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Approx. 5000 people took part in the event at University College, Cork on Saturday 12th May 2018. Pic; Larry Cummins. 
Approx. 5000 people took part in the event at University College, Cork on Saturday 12th May 2018. Pic; Larry Cummins. 
SOCIAL BOOKMARKS

Tens of thousands expected to walk from Darkness Into Light in Cork this weekend 

More than 200,000 people are expected to walk from the darkness of night into the light of morning in 19 countries across five continents this Saturday morning, to help in the global fight against suicide and self-harm.

Last year in Cork 26,847 people walked from Darkness into Light (DIL) in support of the Pieta House fundraiser. With 23 locations running the initiative this year, the organisation is hoping to have more than 30,000 people out and about in Cork in the wee hours of Saturday, May 11.

Organisers Pieta House, supported by Electric Ireland since 2013, are calling on as many people as possible to join them to raise much-needed funding and awareness for the prevention of suicide and self-harm and the promotion of positive mental health.

Last year, Darkness into Light walkers raised €6 million from the event, of which €800,000 was raised across international venues.

In Cork €670,000 was raised across 21 venues and this year Pieta House Cork is hoping to bring in over €700,000.

Darran Coyle Garde, who has been working for Pieta House Cork over the past two years, said this will be his third Darkness Into Light with the organisation.

“Cork is the second busiest centre outside of Dublin. At our busiest, we see 100 people a day,” Mr Coyle Garde said.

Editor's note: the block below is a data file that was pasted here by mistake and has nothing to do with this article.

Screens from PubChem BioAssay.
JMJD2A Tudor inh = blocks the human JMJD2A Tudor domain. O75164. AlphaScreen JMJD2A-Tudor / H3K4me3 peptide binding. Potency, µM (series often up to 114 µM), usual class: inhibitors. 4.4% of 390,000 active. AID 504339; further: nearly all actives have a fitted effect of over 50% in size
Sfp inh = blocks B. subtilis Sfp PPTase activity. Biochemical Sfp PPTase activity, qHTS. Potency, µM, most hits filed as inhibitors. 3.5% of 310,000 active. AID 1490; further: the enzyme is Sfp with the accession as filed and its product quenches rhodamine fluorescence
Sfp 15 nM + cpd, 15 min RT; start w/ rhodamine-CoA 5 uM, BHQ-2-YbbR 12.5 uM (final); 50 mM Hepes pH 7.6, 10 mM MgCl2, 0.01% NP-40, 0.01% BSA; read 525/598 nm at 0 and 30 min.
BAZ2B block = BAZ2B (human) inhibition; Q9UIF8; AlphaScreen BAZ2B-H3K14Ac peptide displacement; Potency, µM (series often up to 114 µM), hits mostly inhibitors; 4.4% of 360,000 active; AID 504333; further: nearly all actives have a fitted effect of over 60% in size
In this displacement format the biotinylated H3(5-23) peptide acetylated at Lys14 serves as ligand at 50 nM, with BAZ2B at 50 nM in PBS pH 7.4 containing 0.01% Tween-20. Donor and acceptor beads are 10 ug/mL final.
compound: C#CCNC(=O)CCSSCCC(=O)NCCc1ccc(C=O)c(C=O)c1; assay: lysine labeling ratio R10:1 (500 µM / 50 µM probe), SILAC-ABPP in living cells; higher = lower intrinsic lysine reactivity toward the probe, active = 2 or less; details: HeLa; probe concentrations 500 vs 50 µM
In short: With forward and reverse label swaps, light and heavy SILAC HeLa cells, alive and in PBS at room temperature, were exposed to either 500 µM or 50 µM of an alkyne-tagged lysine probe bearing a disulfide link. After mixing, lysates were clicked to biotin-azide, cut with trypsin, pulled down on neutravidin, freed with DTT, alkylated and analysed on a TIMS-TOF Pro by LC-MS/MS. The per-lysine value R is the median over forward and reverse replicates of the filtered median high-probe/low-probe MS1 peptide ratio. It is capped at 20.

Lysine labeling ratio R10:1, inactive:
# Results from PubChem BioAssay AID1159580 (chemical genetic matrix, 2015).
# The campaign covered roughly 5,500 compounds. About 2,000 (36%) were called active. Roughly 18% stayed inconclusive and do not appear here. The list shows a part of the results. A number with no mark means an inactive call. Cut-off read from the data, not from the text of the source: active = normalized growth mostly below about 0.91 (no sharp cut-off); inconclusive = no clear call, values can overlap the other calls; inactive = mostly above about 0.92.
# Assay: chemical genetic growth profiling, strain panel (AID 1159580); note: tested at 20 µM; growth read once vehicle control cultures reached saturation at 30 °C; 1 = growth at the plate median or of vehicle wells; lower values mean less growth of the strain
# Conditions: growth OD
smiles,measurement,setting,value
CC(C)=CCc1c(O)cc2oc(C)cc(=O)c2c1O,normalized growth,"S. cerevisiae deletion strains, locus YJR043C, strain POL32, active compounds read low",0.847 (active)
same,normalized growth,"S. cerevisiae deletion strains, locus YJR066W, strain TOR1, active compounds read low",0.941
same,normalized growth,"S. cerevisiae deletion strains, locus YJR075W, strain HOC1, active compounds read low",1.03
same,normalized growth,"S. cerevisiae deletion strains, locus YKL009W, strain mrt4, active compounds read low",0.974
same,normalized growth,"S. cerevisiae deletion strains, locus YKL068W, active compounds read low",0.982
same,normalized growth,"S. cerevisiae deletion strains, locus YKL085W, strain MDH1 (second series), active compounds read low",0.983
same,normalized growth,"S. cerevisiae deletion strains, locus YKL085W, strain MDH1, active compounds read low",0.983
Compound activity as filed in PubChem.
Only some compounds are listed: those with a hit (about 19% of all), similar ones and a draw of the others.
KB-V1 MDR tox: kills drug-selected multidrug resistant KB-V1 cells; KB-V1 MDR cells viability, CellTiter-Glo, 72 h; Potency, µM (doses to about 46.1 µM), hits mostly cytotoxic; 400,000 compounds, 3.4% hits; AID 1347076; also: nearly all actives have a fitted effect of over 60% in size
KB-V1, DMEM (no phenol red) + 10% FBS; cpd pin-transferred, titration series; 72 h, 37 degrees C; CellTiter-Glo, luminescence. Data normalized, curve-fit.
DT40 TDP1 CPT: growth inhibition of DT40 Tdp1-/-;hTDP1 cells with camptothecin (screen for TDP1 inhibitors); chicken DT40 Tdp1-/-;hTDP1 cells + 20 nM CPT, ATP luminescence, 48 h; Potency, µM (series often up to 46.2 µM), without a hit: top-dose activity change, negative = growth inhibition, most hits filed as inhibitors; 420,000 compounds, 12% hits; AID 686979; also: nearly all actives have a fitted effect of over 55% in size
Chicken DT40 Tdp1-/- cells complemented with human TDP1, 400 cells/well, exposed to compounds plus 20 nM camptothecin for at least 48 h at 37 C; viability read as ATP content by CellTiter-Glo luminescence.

“The age of our clients at our centre in Shanakiel, Sunday’s Well, vary from young kids to elderly.” 

The Funding and Advocacy employee highlighted that the service is free to use and no referral from a GP or hospital is needed.

Worldwide close to 800,000 people die due to suicide every year - one person every 40 seconds. In Ireland, 392 people took their own lives in 2017 according to the National Office for Suicide Prevention.

2019 marks the seventh year Electric Ireland have walked alongside Pieta and the 11th year of the movement that brings hope to customers, staff and communities across Ireland that have been affected by suicide.

The funds raised from Darkness into Light help to keep Pieta centres open, offering free therapy, the 24 /7 Helpline line, education and bereavement counselling for people in need of support.

In 2018, over 8,000 clients were supported with face-to-face therapy by Pieta experts.

Since 2006, more than 40,000 people received support from Pieta House intervention and bereavement counselling services.

By the end of this school year, Pieta will have reached out to over 7,500 students with a bespoke schools’ programme called the Resilience Academy. The free programme for second-year students in secondary schools is designed to increase young people’s resilience, hope for the future, ability to cope with difficult feelings and connection to their school.

Clinical Manager, Pieta Midlands Siobhan Leijen said “It’s difficult to describe the incredibly hopeful feelings created by Darkness Into Light. As a therapist and Clinical Manager we see firsthand the indisputable need for Pieta to be present in our communities.

“Among those who walk are the people we have been so humbled to assist in their greatest time of need, their families, friends, neighbours and coworkers the list is relentless. Darkness Into Light is unity and true human compassion from one human being to another. It is hope”.

Pieta operates a free 24-hour suicide helpline on 1800 247 247.

To join the thousands of people around Ireland who are taking part in this year’s Darkness into Light 5km walk, go to www.darknessintolight.ie.